What I claim and desire to protect by Letters Patent is:

1. The process of polymerizing ethylene which comprises contacting ethylene with a catalyst, formed by mixing a compound of a metal selected from the group consisting of titanium and chromium with an organometallic compound of a metal selected from the group consisting of alkali metals, alkaline earth metals, zinc, earth metals and the rare earth metals, and in the presence of at least about 0.001% of a polyhaloalkane having the formula where X, is one of the group consisting of chlorine and bromine, and when X is chlorine, X is one of the group consisting of chlorine and bromine and when X is bromine, X is one of the group consisting of chlorine, bromine, iodine, and fluorine, and R and R are each one of the group consisting of hydrogen, chlorine, bromine, fluorine, alkyl, chloroalkyl, bromoalkyl, and fluoroalkyl radicals.

2. The process of polymerizing ethylene which comprises contacting ethylene with a catalyst, formed by mixing titanium tetrachloride with an organoaluminum compound, and in the presence of at least about 0.001% of a polychloromethane.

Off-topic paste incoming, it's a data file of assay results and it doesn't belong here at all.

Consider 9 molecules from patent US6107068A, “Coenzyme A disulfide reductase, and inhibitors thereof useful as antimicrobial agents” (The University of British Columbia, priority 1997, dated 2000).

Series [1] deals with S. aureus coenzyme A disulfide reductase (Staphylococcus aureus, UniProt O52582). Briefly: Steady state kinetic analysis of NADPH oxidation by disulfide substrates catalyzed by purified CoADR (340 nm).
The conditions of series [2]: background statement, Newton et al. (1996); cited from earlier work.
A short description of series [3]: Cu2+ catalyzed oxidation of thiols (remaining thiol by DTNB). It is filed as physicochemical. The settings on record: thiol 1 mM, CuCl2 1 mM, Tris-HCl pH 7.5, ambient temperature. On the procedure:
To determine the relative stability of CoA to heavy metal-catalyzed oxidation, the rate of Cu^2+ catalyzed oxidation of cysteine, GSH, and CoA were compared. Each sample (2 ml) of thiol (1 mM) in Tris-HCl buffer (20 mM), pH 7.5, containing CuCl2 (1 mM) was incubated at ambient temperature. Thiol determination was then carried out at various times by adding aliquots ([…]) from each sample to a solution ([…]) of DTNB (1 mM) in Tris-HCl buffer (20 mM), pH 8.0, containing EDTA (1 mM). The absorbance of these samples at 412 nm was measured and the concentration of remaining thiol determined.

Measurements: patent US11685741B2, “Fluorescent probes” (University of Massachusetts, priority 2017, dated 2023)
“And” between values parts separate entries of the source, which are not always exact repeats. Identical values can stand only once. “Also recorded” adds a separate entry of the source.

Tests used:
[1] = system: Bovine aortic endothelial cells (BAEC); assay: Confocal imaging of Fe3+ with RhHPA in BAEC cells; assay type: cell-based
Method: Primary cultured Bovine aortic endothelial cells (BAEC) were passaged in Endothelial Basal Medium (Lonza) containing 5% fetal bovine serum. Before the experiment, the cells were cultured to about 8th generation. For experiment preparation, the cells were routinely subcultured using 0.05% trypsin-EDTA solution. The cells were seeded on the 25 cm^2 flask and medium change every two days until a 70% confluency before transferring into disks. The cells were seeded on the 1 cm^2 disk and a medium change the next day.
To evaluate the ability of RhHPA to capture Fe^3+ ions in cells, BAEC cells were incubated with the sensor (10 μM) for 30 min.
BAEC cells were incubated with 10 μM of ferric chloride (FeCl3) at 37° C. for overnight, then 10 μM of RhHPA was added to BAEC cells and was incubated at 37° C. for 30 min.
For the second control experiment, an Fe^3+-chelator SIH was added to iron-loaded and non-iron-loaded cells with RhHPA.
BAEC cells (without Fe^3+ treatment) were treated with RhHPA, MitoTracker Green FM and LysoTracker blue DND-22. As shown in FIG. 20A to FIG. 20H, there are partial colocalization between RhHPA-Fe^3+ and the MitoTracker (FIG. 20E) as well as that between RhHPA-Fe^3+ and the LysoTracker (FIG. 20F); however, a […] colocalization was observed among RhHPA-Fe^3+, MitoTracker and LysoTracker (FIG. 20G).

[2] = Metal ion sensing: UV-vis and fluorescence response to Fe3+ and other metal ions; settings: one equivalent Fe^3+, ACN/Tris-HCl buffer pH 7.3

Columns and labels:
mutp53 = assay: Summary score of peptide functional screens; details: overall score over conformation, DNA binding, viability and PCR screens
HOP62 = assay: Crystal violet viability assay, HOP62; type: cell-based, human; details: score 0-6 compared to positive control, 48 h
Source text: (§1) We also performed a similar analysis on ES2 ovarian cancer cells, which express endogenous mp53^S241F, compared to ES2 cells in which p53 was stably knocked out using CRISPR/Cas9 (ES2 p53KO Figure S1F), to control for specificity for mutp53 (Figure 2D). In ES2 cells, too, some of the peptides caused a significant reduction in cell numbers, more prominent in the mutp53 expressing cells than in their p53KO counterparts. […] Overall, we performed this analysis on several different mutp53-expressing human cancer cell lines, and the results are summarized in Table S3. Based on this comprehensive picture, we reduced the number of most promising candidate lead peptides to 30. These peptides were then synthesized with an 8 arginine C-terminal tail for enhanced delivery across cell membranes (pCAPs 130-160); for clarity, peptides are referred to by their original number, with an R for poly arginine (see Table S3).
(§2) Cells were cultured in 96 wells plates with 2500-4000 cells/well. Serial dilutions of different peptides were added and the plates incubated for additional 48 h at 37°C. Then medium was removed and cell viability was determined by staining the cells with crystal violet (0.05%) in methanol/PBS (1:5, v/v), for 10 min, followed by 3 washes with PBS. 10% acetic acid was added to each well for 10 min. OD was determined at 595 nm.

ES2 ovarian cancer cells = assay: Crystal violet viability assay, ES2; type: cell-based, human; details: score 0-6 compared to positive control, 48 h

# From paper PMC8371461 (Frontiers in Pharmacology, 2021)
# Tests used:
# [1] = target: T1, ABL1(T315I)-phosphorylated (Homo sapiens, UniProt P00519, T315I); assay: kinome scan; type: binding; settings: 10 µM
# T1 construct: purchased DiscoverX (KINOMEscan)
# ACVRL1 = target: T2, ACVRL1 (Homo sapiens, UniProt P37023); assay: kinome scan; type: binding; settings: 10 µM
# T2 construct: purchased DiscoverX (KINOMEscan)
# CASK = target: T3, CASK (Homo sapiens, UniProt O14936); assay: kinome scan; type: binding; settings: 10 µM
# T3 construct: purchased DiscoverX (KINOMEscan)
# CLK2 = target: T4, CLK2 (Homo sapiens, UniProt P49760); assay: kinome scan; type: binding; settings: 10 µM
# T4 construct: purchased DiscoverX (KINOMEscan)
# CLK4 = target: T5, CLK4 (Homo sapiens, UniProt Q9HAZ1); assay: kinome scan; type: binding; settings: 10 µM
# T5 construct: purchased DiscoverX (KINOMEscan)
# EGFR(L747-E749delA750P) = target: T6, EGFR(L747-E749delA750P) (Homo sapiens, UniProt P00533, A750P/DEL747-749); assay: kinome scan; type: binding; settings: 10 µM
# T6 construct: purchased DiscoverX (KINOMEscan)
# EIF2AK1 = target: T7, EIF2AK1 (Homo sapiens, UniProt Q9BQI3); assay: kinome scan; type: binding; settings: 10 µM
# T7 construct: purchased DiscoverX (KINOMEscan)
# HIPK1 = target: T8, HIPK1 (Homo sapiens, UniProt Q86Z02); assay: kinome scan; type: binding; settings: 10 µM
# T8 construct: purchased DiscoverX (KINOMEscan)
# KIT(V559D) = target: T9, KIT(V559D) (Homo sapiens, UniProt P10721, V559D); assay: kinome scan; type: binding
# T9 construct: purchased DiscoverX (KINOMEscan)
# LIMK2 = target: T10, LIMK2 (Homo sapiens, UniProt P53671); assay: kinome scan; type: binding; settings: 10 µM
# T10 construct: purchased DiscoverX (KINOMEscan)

3. The process of polymerizing ethylene which comprises contacting ethylene with a catalyst, formed by mixing titanium tetrachloride with an organoaluminum compound, and in the presence of at least about 0.001% of a polybromomethane.

4. The process of polymerizing ethylene which com prises contacting ethylene with a catalyst, formed by mixing titanium tetrachloride with an organoaluminum compound, and in the presence of at least about 0.001% of a polyhalomethane containing both bromine and chlorine.

5. The process of polymerizing ethylene which comprises contacting ethylene with a catalyst, formed by mixing titanium tetrachloride with an organoaluminum compound, and in the presence of at least about 0.001% of carbon tetrachloride.

6. The process of polymerizing ethylene which comprises contacting ethylene with .a catalyst, formed by mixing titanium tetrachloride with an organoaluminum compound, and in the presence of at least about 0.001% of carbon tetra-bromide.

7. The process of polymerizing ethylene which comprises contacting ethylene with a catalyst, formed by mixing titanium tetrachloride with an organoaluminum compound, and in the presence of at least about 0.001% of bromotrichlorornethane.